When I was about to unpack Molly from the car today when she looked at me and said with a smile, “Pull my finger!” ¬†her little index finger was outstretched, waiting for me. ¬†Like a sucker, I pulled her finger. ¬†She just smiled, no fart sound or anything. ¬†But she did get me in a sense… Her finger was all slimy and greasy from snot or something. ¬†And within a few days, I was sick. ¬†So I guess the laugh was on me. ūüôā

I’m not a toddler!

That is no baby there, brushing her own teeth.

It has come up in conversations around the house recently that Molly is a toddler. Usually Claire brings up the topic out of pride for her growing sister. When it is said by anyone that Molly is a toddler, however, Molly takes great exception to this assertion. “I’m not a todd-el-ler,” she says, looking confused. “I’m a baby!” she insists, poking at her own chest for emphasis, as if it were self explanatory. This is not a sad, “I’m just a little baby” type of reaction. Molly seems proud to be a baby. Baby pride! Still, Molly may be small, but she is clearly no longer a baby, with all her walking and running and talking and brushing her teeth and big talk of using the potty.

Like I always say: If you can say you’re a baby, then you’re not a baby.

Time for pull-ups!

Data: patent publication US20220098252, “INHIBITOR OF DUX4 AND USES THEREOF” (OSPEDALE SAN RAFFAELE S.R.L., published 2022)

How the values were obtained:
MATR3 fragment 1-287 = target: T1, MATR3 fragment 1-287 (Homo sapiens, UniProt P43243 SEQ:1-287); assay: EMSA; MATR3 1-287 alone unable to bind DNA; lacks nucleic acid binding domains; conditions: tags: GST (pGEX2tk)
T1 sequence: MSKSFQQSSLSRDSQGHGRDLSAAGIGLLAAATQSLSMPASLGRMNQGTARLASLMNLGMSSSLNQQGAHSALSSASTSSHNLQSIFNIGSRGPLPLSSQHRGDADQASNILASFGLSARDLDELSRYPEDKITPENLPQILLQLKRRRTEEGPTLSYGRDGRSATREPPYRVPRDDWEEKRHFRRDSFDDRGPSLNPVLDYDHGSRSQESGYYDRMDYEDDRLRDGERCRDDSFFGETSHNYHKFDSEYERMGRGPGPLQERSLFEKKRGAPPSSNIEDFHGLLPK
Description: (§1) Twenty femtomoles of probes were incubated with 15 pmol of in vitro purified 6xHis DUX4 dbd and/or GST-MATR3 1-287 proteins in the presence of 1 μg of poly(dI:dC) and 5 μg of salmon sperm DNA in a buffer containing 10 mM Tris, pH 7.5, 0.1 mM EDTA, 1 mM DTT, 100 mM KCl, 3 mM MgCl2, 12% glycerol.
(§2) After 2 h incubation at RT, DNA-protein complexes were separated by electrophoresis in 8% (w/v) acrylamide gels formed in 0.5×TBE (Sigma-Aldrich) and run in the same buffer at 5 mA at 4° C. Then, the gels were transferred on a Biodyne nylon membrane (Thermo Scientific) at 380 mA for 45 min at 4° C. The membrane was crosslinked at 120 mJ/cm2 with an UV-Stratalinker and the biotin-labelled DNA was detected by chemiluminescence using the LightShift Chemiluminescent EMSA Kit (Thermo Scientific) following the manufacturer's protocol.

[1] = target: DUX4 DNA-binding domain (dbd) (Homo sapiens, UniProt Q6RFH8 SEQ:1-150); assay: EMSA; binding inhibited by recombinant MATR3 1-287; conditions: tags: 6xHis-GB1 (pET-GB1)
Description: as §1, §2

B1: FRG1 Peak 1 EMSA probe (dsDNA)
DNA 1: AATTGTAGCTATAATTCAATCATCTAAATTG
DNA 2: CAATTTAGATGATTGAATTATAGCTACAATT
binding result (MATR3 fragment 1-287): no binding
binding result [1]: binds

Molly has gotten very interested in ditching her diapers for the more grown-up and mature pull-up.  This is basically just a diaper, but she can pull it on and off by herself.  Many of the kids in her class are doing it, so it may be some positive peer pressure leading Molly to the pull-up.  So we are sending Molly yo school with pull-ups now.  Bye bye diapers!

Molly often calls her pull-ups “underwear” and seems to think they are real underwear. ¬†She is somewhat interested in using the toilet, and sometimes even sits on her little started toilet, but to date we have not had to clean it out.

Molly begs to wear her pulls to bed at night, but that is the one time we are still requiring diapers.  We have a vague sense that a pull-up might not be as thick and durable as a diaper and might not last a whole night.  One step at a time, people!